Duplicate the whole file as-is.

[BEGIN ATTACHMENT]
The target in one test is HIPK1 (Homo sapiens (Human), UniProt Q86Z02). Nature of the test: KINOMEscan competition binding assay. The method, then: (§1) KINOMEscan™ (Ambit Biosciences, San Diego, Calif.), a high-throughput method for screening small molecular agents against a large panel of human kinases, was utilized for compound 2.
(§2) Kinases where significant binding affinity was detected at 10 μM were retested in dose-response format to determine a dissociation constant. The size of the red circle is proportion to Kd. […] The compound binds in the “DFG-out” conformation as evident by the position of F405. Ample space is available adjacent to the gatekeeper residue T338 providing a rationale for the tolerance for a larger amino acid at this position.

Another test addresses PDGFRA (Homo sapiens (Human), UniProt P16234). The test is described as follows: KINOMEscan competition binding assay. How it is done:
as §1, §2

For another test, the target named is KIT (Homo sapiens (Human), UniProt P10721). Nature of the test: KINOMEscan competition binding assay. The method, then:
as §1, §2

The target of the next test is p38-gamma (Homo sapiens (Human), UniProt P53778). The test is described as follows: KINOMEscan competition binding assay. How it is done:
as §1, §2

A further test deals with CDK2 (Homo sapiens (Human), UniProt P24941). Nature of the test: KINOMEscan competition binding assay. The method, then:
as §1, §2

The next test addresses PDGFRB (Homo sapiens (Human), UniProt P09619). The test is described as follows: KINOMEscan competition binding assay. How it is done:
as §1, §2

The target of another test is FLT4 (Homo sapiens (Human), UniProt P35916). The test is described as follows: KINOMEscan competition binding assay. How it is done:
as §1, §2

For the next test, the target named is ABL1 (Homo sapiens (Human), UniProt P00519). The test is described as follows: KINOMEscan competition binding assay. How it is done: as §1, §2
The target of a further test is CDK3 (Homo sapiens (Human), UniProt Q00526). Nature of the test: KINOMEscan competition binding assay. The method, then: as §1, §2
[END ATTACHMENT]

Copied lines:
The target in one test is HIPK1 (Homo sapiens (Human), UniProt Q86Z02). Nature of the test: KINOMEscan competition binding assay. The method, then: (§1) KINOMEscan™ (Ambit Biosciences, San Diego, Calif.), a high-throughput method for screening small molecular agents against a large panel of human kinases, was utilized for compound 2.
(§2) Kinases where significant binding affinity was detected at 10 μM were retested in dose-response format to determine a dissociation constant. The size of the red circle is proportion to Kd. […] The compound binds in the “DFG-out” conformation as evident by the position of F405. Ample space is available adjacent to the gatekeeper residue T338 providing a rationale for the tolerance for a larger amino acid at this position.

Another test addresses PDGFRA (Homo sapiens (Human), UniProt P16234). The test is described as follows: KINOMEscan competition binding assay. How it is done:
as §1, §2

For another test, the target named is KIT (Homo sapiens (Human), UniProt P10721). Nature of the test: KINOMEscan competition binding assay. The method, then:
as §1, §2

The target of the next test is p38-gamma (Homo sapiens (Human), UniProt P53778). The test is described as follows: KINOMEscan competition binding assay. How it is done:
as §1, §2

A further test deals with CDK2 (Homo sapiens (Human), UniProt P24941). Nature of the test: KINOMEscan competition binding assay. The method, then:
as §1, §2

The next test addresses PDGFRB (Homo sapiens (Human), UniProt P09619). The test is described as follows: KINOMEscan competition binding assay. How it is done:
as §1, §2

The target of another test is FLT4 (Homo sapiens (Human), UniProt P35916). The test is described as follows: KINOMEscan competition binding assay. How it is done:
as §1, §2

For the next test, the target named is ABL1 (Homo sapiens (Human), UniProt P00519). The test is described as follows: KINOMEscan competition binding assay. How it is done: as §1, §2
The target of a further test is CDK3 (Homo sapiens (Human), UniProt Q00526). Nature of the test: KINOMEscan competition binding assay. The method, then: as §1, §2